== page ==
As I have stated many times, when I was pregnant, Matthew and I had a conversation about what we would teach our kid if we could only teach him one thing. I immediately said kindness. I stated if he is kind, I feel like everything else takes care of itself. I continue to stand firm in this belief and have tried my hardest to teach K kindness every chance I can. Along with being kind, I also want him to be grateful for what he has… yes I know his is only three (almost four), but I honestly feel it is never too soon to teach him to appreciate the things he has.
As an only child and only one of two or three grandchildren on two (out of three) sets of grandparents, the child is not lacking for any toy or experience. We are all fortunate. I continue to ask Matthew how do we raise him to be thankful. I don’t want him to feel guilty for what he has, but I want him to appreciate it and realize we are in the position to help others. I ask myself how to teach these values?
A few years ago I realized K’s birthday is a wonderful celebration, but at the same time a moment of abundance. He has a fun party at home filled with decorations, food, games, and presents… so many presents. His second birthday party I stated on the invitation no gifts, but please bring a book to donate. He got presents and books to donate. After that year I was still searching for a way to help him learn how to be grateful.
Last year I stumbled upon the amazing organization Sharing Happy Birthdays. It is an organization started by a mom because she realized every kid deserves a birthday party, yet many don’t ever get one. To participate you can create a birthday box and deliver it to a shelter for a child’s birthday. I immediately realized it was the perfect opportunity. We did a box last year during the month of K’s birthday and had a great time doing it. K was almost three so didn’t really understand, but he enjoyed picking out superhero birthday decorations and toys.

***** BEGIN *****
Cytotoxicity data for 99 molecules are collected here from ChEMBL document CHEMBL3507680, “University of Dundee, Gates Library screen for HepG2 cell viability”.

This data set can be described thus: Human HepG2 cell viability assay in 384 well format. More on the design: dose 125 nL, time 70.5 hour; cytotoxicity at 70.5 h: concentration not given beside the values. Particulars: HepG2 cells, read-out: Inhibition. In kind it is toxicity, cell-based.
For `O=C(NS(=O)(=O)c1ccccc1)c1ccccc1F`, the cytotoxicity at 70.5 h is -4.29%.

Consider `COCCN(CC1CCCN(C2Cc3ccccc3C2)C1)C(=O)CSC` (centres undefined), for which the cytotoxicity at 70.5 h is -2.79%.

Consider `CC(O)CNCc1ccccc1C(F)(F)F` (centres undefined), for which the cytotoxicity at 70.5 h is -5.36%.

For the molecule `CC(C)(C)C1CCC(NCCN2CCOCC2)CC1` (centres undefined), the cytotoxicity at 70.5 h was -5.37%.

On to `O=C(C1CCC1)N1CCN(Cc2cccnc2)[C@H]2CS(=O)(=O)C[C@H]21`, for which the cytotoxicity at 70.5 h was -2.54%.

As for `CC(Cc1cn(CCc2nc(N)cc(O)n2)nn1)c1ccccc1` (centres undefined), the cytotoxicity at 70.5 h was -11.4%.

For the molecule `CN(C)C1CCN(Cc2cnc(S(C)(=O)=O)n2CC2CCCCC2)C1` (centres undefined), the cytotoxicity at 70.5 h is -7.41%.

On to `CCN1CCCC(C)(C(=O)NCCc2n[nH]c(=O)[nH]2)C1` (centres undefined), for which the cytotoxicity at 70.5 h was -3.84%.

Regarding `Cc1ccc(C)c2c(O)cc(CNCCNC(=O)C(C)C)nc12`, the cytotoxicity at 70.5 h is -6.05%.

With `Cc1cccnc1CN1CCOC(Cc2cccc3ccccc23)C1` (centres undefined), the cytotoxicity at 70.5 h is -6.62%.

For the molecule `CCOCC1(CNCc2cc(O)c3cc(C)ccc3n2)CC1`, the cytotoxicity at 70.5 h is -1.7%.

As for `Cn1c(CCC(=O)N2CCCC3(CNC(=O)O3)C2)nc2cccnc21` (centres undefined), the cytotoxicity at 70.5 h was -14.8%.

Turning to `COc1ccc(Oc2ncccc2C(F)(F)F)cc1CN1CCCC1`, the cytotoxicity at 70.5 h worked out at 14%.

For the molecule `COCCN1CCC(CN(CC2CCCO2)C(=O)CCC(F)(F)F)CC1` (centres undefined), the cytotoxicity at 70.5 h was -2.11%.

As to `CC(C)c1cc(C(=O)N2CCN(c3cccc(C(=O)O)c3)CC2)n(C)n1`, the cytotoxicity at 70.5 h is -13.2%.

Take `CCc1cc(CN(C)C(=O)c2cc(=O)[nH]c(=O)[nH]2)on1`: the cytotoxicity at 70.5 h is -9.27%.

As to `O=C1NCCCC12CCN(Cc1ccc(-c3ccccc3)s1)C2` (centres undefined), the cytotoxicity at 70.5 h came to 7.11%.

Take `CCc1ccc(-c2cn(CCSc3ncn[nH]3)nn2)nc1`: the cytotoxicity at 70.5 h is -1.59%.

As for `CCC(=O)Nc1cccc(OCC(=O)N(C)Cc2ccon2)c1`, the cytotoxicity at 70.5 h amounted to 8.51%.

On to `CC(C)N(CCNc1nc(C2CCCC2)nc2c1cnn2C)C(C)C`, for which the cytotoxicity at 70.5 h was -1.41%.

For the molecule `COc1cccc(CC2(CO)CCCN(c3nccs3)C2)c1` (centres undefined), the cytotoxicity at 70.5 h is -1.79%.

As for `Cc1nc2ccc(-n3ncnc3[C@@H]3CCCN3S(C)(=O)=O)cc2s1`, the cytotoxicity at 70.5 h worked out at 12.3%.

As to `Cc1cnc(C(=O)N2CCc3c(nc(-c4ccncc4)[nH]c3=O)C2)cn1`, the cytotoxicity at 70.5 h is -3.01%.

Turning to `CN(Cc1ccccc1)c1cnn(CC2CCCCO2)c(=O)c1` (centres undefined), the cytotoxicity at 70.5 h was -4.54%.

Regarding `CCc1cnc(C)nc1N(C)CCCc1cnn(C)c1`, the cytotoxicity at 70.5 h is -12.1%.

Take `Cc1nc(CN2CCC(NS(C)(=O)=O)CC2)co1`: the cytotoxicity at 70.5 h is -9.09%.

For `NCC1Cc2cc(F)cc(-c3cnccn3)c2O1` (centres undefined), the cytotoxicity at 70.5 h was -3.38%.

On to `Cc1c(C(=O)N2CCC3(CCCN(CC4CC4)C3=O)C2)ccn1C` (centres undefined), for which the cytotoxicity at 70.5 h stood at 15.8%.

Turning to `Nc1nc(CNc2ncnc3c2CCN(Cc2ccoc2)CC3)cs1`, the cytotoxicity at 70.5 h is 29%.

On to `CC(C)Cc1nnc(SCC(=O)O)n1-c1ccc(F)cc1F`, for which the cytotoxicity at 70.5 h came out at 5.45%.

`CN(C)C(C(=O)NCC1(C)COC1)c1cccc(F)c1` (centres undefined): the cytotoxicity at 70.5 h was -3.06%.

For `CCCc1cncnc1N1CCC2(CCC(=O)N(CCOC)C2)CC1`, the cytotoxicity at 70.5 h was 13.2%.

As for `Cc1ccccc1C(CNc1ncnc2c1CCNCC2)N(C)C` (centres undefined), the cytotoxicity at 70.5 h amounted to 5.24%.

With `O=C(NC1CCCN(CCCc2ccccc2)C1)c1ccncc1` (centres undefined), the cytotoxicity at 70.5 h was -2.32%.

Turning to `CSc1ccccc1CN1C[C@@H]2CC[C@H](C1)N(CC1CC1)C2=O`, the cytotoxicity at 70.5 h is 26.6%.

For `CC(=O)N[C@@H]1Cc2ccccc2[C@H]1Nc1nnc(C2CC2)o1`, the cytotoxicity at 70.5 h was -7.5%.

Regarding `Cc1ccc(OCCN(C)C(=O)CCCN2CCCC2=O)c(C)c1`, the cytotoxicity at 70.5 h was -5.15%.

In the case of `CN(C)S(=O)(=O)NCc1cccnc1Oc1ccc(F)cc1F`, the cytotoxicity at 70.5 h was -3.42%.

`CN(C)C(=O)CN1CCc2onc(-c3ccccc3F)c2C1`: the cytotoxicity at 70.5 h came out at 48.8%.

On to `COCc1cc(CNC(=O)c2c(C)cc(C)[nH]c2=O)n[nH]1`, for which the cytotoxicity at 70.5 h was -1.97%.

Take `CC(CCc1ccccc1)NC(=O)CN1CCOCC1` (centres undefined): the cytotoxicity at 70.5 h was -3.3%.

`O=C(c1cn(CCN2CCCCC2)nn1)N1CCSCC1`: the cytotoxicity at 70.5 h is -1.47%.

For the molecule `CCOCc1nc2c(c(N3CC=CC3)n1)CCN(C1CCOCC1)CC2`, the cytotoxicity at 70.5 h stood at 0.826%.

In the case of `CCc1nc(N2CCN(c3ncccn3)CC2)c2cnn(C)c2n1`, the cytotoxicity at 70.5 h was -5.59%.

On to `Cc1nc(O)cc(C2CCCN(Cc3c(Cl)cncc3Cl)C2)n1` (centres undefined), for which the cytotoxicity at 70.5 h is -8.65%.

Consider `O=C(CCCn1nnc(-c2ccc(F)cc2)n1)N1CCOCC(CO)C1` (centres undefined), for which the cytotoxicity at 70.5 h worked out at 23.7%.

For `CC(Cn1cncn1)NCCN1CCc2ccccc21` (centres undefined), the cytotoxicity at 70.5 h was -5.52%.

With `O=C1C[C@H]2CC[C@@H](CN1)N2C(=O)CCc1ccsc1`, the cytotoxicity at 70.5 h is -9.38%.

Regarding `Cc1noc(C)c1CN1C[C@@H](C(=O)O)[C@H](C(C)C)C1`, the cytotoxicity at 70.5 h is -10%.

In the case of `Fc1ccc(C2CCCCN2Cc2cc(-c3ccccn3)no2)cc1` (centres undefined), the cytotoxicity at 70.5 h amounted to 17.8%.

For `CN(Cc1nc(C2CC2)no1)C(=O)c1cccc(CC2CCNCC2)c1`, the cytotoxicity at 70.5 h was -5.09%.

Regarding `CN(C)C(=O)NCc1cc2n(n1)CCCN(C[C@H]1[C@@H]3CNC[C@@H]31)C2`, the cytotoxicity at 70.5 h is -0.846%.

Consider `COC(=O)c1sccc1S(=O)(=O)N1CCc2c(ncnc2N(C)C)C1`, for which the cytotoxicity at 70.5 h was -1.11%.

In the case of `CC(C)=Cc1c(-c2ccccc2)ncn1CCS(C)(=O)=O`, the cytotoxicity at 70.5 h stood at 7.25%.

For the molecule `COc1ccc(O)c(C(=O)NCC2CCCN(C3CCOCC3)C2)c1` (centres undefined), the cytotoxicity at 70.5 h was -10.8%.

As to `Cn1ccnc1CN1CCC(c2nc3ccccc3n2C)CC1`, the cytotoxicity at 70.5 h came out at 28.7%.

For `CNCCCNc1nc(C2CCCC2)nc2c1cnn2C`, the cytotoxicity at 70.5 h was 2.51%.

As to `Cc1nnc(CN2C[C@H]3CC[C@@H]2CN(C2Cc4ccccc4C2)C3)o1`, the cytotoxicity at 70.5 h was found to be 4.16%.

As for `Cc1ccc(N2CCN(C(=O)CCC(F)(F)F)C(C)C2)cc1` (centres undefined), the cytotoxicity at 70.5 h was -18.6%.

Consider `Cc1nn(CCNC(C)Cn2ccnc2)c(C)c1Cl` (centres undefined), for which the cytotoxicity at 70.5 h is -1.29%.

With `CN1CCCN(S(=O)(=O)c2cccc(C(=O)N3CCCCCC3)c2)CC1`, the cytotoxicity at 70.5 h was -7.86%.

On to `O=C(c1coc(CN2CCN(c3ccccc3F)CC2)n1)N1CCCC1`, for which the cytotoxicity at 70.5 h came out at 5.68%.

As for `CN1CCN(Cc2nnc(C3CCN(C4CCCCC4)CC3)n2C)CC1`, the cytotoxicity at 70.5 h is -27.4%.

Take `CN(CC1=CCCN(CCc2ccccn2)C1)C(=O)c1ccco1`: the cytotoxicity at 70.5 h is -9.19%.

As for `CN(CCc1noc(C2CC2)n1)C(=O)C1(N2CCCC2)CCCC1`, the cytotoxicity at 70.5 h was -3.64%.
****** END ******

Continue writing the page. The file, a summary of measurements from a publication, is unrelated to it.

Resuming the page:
This year we decided to do it again. We got a little boy named E who will turn three the day before K turns four. Little E requested a Minions birthday party. K loved helping us pick things out (thank you Amazon Prime). We explained how E needed a birthday party so we were going to help. We had the box ready and today was the day to deliver the box. I had the address and knew a drive to South Austin would take some time.
When I picked K up from school, I told him we were going to drop off the birthday box. He got so excited and ran to his teacher to tell her he was taking E his birthday. K was content to watch Mickey Mouse in the backseat with some Skittles as we drove the forty miles. As we drove up to the address there were gates everywhere. It was clear, we were at a shelter to protect those who have been the victim of some type of abuse.
As I pulled up to the building, K said from the backseat “I don’t think he lives here.” My heart sank and I wanted to roll into a ball on the floor. He is right, no child should have to live behind fences and gates. To K this isn’t a home. Instead of crawling into the floor, I got out and got K out. We went through a secure gate and door before we dropped off the box. K continued watching his Mickey Mouse on the way home and I thought… more like my heart ached.
This was not the first time I had seen this type of shelter. I counseled many who had suffered abuse… but this was the first time I saw this type of shelter through my son’s eyes. I realized at the moment how thankful I am Suzanne started Sharing Happy Birthdays and let our family help, even in such a small way. I was thankful that something as small as creating a birthday box could bring a smile to a little boy’s face.
As we got home and K told Matthew about his day (Matthew had lacrosse practice and couldn’t go with us), K said “if we didn’t help, E would be sad.” Such simple but true words. You see if each of us don’t help in whatever way we can, others will be sad. We each have the ability to bring a smile to a face. We don’t have to change the world, we merely need to be kind.